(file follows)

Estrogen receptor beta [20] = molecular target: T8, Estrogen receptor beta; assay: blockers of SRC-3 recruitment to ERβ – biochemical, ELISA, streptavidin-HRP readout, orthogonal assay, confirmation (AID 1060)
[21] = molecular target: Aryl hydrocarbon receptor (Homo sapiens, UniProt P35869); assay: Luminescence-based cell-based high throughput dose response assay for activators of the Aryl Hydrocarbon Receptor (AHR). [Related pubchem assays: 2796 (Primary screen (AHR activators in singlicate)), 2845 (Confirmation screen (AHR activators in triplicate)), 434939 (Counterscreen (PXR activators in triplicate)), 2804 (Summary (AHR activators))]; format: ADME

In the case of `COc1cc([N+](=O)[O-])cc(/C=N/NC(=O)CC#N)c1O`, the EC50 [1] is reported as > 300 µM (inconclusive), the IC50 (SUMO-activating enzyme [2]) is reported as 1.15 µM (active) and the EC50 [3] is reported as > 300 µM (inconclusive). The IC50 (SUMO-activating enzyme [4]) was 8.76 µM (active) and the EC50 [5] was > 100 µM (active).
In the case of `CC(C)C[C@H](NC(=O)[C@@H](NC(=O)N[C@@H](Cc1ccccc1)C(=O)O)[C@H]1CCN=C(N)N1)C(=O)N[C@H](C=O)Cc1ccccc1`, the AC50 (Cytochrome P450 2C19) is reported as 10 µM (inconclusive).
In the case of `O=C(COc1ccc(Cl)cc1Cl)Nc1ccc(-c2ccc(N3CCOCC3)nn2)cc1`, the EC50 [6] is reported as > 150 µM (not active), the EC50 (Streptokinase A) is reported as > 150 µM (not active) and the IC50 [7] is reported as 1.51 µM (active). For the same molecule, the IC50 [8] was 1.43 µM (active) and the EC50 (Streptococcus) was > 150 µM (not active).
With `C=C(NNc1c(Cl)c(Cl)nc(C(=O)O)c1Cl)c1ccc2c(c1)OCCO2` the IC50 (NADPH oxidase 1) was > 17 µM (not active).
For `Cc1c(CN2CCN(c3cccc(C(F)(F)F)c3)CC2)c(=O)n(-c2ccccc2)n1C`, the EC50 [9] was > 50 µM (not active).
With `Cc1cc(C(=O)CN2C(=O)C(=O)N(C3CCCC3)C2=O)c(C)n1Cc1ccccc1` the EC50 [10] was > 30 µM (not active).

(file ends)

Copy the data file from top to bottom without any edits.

Estrogen receptor beta [20] = molecular target: T8, Estrogen receptor beta; assay: blockers of SRC-3 recruitment to ERβ – biochemical, ELISA, streptavidin-HRP readout, orthogonal assay, confirmation (AID 1060)
[21] = molecular target: Aryl hydrocarbon receptor (Homo sapiens, UniProt P35869); assay: Luminescence-based cell-based high throughput dose response assay for activators of the Aryl Hydrocarbon Receptor (AHR). [Related pubchem assays: 2796 (Primary screen (AHR activators in singlicate)), 2845 (Confirmation screen (AHR activators in triplicate)), 434939 (Counterscreen (PXR activators in triplicate)), 2804 (Summary (AHR activators))]; format: ADME

In the case of `COc1cc([N+](=O)[O-])cc(/C=N/NC(=O)CC#N)c1O`, the EC50 [1] is reported as > 300 µM (inconclusive), the IC50 (SUMO-activating enzyme [2]) is reported as 1.15 µM (active) and the EC50 [3] is reported as > 300 µM (inconclusive). The IC50 (SUMO-activating enzyme [4]) was 8.76 µM (active) and the EC50 [5] was > 100 µM (active).
In the case of `CC(C)C[C@H](NC(=O)[C@@H](NC(=O)N[C@@H](Cc1ccccc1)C(=O)O)[C@H]1CCN=C(N)N1)C(=O)N[C@H](C=O)Cc1ccccc1`, the AC50 (Cytochrome P450 2C19) is reported as 10 µM (inconclusive).
In the case of `O=C(COc1ccc(Cl)cc1Cl)Nc1ccc(-c2ccc(N3CCOCC3)nn2)cc1`, the EC50 [6] is reported as > 150 µM (not active), the EC50 (Streptokinase A) is reported as > 150 µM (not active) and the IC50 [7] is reported as 1.51 µM (active). For the same molecule, the IC50 [8] was 1.43 µM (active) and the EC50 (Streptococcus) was > 150 µM (not active).
With `C=C(NNc1c(Cl)c(Cl)nc(C(=O)O)c1Cl)c1ccc2c(c1)OCCO2` the IC50 (NADPH oxidase 1) was > 17 µM (not active).
For `Cc1c(CN2CCN(c3cccc(C(F)(F)F)c3)CC2)c(=O)n(-c2ccccc2)n1C`, the EC50 [9] was > 50 µM (not active).
With `Cc1cc(C(=O)CN2C(=O)C(=O)N(C3CCCC3)C2=O)c(C)n1Cc1ccccc1` the EC50 [10] was > 30 µM (not active).